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Could It Be…Satan?!

14 Nov

My brother was a big fan of Dungeons & Dragons, but I never got into the stuff. Truthfully, I was a few years too young for it even in 1985, when the craze for role-playing games was dying out. The whole thing seemed too complicated to me, a lot of charts and weird-looking dice, and I was never into the fantasy genre. Still, you couldn’t get away from Dungeons & Dragons and a few other similar games in the early 80s. Their popularity seemed to grow alongside the mounting hysteria surrounding these games’ connection to teenage depression and the occult. My brother often quoted a most likely false tale about a kid who was so obsessed with Dungeons & Dragons that when his character died while playing the game, the guy went home and committed suicide. My brother would grin with glee while telling this story, proud to be dabbling in something so dangerous and wicked.


I wasn’t raised a Christian, so I wasn’t told that God is an all-seeing, all-knowing vain asshole who requires my persistent patronage and adoration. But I did know that Satan was a force of evil, I was made aware of this by news reports of satanic ritual abuse and talk shows about satanic cults and pamphlets and magazine articles and movies all telling me that Satan was looking to steal my soul. Strangely, it never occurred to me that Satan was in an eternal struggle with God, I thought it was us versus Satan; either we let the devil make us bad people, or we decide to be good. The punishment for siding with Satan would be eternal damnation and torture, but the reward for being good would simply be death. Mind you, this is something I determined when I was nine years old. I can only imagine what kinds of berserk shit I’d have been thinking had I been raised a Catholic like my friends and specifically told what tortures lie in store for me should I ponder upon a bosom.


The fear generated by the belief in a worldwide Satanic conspiracy during that time was unbelievable. Satan was everywhere: in our music, in our television shows, in our board games. He preyed mainly on standoffish adolescents and cooing infants, though he wasn’t above the occasional demonic possession of a retiree. Stories about massive cult blood orgies and ritual sacrifice of kidnapped children began popping up, each instance awakening the repressed memories of former members or victims of these cults, their flashbacks recorded while under deep hypnosis on a therapist’s couch. These satanic organizations comprised a highly organized network of devoutly evil people who had infiltrated every town, every suburb, every neighborhood. The most insidious thing about it was that anyone could be a secret satanist: your teacher, the bus driver, even members of your very own church could be paying lip service to God while shitting on a crucifix in their spare time. The main concern were those targeted by the prince of darkness: children. And so a lot of corny shit was justified to insulate the average child from inducement into evil by way of Black Sabbath records and fantasy board games.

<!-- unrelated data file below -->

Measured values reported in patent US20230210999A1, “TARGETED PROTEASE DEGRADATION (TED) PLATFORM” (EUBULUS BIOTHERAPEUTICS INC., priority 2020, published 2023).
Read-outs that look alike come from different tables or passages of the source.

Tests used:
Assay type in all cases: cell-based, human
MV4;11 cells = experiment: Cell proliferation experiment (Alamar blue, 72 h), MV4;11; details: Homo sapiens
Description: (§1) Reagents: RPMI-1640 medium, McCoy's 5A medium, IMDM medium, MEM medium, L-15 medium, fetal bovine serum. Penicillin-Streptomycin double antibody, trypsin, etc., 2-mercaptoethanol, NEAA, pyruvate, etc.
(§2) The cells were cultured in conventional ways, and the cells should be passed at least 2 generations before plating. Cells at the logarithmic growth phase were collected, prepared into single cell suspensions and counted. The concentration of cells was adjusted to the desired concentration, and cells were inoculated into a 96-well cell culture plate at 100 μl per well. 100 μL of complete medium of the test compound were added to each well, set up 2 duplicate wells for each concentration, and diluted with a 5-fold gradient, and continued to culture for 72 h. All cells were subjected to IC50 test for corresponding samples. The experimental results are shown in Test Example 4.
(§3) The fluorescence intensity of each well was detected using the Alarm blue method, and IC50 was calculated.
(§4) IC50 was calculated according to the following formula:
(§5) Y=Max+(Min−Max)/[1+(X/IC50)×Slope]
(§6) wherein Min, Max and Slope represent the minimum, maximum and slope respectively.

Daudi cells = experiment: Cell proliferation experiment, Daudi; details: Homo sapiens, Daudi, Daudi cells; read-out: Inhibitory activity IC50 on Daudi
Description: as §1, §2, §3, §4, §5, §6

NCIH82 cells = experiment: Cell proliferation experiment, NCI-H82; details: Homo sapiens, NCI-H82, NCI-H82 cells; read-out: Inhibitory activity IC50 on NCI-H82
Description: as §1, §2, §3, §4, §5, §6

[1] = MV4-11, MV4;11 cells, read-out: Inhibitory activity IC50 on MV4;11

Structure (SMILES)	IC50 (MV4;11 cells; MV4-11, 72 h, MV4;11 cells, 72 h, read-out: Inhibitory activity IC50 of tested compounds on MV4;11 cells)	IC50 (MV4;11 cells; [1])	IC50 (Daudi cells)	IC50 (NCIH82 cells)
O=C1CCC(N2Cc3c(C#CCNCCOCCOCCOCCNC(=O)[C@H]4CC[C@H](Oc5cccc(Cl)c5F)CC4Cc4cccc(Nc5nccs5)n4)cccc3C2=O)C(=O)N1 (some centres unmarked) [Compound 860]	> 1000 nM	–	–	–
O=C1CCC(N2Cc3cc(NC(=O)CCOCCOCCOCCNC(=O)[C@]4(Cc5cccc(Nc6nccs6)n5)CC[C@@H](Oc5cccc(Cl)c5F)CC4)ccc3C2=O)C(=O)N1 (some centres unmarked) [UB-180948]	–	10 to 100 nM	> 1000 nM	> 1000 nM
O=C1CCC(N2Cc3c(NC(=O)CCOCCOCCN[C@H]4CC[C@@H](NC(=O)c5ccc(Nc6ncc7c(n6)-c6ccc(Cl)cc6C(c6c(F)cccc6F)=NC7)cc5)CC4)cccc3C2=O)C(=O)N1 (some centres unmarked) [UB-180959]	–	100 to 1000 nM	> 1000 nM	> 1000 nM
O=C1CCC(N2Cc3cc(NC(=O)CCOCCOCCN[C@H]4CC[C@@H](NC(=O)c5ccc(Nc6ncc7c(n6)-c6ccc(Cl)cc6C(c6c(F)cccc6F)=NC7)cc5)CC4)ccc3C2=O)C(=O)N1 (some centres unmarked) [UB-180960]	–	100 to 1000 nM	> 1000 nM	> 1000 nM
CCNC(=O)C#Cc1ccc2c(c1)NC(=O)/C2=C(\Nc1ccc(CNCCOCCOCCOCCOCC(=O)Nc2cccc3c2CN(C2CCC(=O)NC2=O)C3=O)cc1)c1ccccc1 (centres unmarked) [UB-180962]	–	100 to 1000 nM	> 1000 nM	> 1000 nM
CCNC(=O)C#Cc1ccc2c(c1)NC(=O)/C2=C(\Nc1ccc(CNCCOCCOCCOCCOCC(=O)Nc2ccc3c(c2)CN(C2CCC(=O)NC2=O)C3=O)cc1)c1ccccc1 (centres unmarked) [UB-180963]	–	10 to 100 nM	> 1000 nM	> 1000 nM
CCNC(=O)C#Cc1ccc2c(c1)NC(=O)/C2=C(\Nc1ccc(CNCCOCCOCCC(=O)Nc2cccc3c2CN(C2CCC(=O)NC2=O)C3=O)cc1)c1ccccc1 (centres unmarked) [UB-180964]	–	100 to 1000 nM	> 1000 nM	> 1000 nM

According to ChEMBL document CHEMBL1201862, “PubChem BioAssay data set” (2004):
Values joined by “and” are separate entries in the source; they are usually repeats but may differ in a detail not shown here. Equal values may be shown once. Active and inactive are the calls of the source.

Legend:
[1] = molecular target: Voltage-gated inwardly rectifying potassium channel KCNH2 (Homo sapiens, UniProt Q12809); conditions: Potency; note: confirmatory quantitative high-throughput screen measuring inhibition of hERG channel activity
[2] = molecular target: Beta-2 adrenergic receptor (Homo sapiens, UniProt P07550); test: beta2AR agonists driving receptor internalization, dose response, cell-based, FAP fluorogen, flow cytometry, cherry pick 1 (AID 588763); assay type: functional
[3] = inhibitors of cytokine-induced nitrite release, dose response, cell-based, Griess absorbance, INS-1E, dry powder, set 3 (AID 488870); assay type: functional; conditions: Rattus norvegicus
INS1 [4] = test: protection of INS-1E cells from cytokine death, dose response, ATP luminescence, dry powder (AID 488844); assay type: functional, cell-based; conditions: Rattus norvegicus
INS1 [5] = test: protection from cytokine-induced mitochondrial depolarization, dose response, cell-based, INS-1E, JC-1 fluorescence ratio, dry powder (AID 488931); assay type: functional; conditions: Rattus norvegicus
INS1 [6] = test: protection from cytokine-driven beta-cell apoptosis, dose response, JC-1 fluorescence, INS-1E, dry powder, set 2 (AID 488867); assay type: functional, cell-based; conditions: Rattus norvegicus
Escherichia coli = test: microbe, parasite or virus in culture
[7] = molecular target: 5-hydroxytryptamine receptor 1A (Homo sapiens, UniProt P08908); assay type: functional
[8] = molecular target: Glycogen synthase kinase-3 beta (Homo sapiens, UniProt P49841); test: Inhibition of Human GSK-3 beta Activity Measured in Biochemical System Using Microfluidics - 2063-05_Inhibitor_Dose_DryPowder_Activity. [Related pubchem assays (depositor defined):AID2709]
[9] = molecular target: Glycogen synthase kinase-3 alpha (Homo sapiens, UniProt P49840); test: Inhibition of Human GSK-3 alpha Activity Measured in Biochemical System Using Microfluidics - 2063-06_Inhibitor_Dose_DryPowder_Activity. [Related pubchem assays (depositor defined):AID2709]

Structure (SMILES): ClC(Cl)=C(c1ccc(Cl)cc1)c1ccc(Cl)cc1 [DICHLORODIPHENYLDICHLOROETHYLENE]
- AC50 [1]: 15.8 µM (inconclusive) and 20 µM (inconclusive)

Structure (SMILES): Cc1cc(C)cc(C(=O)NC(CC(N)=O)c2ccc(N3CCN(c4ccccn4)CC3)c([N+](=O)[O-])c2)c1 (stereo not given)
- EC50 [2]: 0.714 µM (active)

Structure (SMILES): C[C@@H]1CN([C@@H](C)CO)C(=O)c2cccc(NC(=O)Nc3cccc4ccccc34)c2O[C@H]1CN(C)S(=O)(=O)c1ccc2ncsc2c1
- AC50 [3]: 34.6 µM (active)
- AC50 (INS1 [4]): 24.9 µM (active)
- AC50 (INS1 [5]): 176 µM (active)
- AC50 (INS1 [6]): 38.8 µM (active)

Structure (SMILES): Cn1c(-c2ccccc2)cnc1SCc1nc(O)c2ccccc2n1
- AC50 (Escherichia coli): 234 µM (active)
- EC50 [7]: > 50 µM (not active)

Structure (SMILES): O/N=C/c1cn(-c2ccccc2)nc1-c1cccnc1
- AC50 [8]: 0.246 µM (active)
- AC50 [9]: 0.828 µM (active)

No one considers themselves a bad person. We always do what we think is right, which pretty much justifies any act. The guy killing prostitutes at the suggestion of the voices in his head is only doing what he thinks is right. It’s a lot more palatable to believe that the fucked up stuff we do to one another is beyond our control, all manipulated by hoary forces and complex machinations that work incessantly to foster your poor choices. Demon bullies, essentially, or comic book super villains that are committed to evil for evil’s sake. Growing up, my Christian pals told me that God had given all of us free will, which boiled down to the freedom to choose between believing in Christ the messiah or eternal hell fires. This struck me as odd since it implies that our natural state is to be bad, that we have to work to get into God’s graces or we can relax and act naturally for a free trip to Hades. I figured that after all this time, that many billions of souls condemned to hell had to have figured out a loophole. I mean if there’s anything the human race excels at, it’s justifying and even reveling in its own laziness.


The notion that evil forces are invested in making our comings and going as nefarious as possible is a scary one, but far scarier is the reality that there are no evil forces, that we hurt our loved ones and fall short of our potential because we are selfish, and small-minded, and hopelessly locked within our own skin. There is most likely no final reward, no waiting punishment, no foundation to the ideas of karma or cosmic balance or divine retribution. We’re a component of a universal design so complex so as to render us practically irrelevant, and whatever little squabbles we have with each other, no matter if we kiss or kill each other, our most important function is to exchange carbon dioxide for oxygen. Our lives are not significant enough to warrant speculation by demons and devils. Our best hope is that, along the way, we’ll get to roll the twenty-sided die a few times and end up with an extra bit of treasure or a Cloak of Wisdom or something.